Tuesday, 26 May 2015

Free access to knowledge, or structured access to knowledge?

Here is another excellent article from Tom Davenport, one of the clearest writers on the topic of Knowledge Management, making the case for a structured "just-in-time" approach to the supply of knowledge. 

Tom starts his article as follows:
In the half-century since Peter Drucker coined the term “knowledge workers,” their share of the workforce has steadily grown—and so has the range of technology tools aimed at boosting their productivity. Yet there’s little evidence that massive spending on personal computing, productivity software, knowledge-management systems, and much else has moved the needle. What’s more, a wide variety of recent research has begun suggesting that always-on, multitasking work environments are so distracting that they are sapping productivity.
He goes on to contrast two approaches to the provision of knowledge

  • A "free access" approach where the organization provides free access to a wide variety of tools and information resources, assuming that the individual employees will do the selecting, prioritising and filtering and find the knowledge they need to conduct their work. 
  • A "structured" approach where knowledge is delivered in the context of tasks and delivereables, providing just in time knowledge at the point of need. In this case the prioritising has been done before the knowledge reaches the knowledge worker. 
Long-term readers of this blog will recognise these options as the "knowledge firehose and the knowledge faucet", or will recognise the second as the lean knowledge supply chain. The first rapidly overwhelms the knowledge worker, the second efficiently provides the knowledge they need with no additional waste.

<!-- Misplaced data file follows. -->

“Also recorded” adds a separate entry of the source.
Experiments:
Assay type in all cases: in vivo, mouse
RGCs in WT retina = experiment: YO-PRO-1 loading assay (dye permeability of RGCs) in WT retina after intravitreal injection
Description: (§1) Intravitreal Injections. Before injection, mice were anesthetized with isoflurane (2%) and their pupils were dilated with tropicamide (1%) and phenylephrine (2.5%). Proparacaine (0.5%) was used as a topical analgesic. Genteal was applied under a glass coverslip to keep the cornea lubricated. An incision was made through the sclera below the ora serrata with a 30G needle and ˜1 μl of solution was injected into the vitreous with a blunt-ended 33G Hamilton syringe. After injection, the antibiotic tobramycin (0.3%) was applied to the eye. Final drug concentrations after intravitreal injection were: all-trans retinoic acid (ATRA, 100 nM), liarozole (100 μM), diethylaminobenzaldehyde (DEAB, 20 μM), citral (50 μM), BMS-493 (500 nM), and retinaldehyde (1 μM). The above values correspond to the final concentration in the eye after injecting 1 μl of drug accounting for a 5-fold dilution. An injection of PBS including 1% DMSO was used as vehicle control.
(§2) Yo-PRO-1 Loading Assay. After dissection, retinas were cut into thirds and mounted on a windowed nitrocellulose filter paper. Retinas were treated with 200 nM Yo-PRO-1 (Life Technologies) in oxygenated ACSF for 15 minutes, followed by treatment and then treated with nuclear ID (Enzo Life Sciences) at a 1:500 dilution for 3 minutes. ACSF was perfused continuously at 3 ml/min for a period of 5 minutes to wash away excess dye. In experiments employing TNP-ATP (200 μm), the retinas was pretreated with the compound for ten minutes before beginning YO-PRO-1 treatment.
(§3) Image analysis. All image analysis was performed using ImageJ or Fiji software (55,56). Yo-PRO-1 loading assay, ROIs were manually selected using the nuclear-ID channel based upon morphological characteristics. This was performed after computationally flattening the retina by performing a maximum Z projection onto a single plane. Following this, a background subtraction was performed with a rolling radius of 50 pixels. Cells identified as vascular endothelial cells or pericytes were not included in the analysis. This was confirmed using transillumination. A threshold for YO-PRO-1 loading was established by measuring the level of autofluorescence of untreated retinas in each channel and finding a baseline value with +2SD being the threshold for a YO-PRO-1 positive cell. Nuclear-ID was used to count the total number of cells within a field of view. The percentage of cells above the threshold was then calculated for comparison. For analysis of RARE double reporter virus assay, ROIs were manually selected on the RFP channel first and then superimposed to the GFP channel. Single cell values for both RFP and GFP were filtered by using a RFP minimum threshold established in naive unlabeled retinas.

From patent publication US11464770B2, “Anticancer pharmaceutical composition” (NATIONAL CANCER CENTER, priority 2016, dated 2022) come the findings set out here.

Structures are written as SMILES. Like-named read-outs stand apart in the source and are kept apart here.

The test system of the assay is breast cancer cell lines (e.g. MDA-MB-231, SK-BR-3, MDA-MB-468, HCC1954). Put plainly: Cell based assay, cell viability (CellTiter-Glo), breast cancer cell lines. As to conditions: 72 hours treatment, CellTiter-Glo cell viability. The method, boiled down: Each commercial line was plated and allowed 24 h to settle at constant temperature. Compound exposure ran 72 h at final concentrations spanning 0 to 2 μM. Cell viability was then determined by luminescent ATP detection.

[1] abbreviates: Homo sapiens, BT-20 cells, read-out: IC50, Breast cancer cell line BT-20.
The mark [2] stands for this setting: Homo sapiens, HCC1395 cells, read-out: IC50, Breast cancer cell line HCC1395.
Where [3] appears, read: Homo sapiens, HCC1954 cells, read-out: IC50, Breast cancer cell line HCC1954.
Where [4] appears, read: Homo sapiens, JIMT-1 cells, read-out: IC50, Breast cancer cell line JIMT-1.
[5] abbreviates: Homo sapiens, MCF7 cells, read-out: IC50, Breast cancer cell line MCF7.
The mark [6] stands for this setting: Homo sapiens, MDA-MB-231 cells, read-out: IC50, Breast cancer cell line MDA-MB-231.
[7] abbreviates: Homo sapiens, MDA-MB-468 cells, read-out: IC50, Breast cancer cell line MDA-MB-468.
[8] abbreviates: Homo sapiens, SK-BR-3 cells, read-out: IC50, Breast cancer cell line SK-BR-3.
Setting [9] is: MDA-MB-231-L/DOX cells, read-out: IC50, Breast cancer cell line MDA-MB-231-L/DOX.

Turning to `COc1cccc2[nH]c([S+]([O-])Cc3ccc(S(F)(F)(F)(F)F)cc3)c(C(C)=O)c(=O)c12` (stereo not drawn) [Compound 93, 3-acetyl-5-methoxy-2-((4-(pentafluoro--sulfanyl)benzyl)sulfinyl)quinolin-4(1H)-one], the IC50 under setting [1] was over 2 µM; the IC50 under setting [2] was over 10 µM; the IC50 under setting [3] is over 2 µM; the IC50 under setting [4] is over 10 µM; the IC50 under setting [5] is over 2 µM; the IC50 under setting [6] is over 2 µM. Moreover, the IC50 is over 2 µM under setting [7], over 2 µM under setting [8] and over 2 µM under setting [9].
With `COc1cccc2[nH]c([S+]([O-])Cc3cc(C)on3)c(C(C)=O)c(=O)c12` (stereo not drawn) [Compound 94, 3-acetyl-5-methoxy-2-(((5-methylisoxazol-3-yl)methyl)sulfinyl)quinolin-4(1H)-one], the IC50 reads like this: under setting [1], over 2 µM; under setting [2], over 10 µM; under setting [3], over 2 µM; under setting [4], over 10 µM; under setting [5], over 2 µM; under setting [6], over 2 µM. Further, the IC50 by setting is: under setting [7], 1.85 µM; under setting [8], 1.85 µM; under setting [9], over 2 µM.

However Davenport adds a nuance. He suggests that the free access approach may be valid among the autonomous knowledge workers with high levels of expertise, who can invest the time and energy needed to filter the firehose and draw out the selected nuggets which may make a subtle difference. 

However the problem with a wider application of this approach to all knowledge workers is the associated productivity loss. Here are some of Davenport' statistics.

  • One survey revealed that over a quarter of a typical knowledge worker’s time is spent searching for information.
  • Another found that only 16 percent of the content within typical businesses is posted to locations where other workers can access it.
  • Average knowledge workers access their e-mail more than 50 times, use instant messaging 77 times, and visit more than 40 Web sites a day.
  • A UK study suggests that social-media use by knowledge workers costs British companies £6.5 billion a year in lost productivity.
Davenport contrasts this with the structured supply of knowledge using workflow technologies. Here productivity is the major gain - by providing people with the knowledge they need without them even having to look for it, task-based productivity can rise by 50%. The downside of these systems is the lack of a personal touch - the lack of the social component. 

However there is always a combined approach. Through Connect and Collect we can provide a push-based supply chain of explicit knowledge to the knowledge workers, linked to their task workflow (or prompt them to pull structured knowledge from a structured knowledge base) and in parallel allow them to pull unstructured tacit knowledge from a community of practice.  Your Knowledge Management Strategy can be used to determine the balance between these two approaches for different knowledge topics. 

 Davenport concludes his article as follows:

It’s time to think about how to make [the knowledge workers] more productive by imposing a bit more structure. This combination of technology and structure, along with a bit of managerial discretion in applying them to knowledge work, may well produce a revolution in the jobs that cost and matter the most to contemporary organizations

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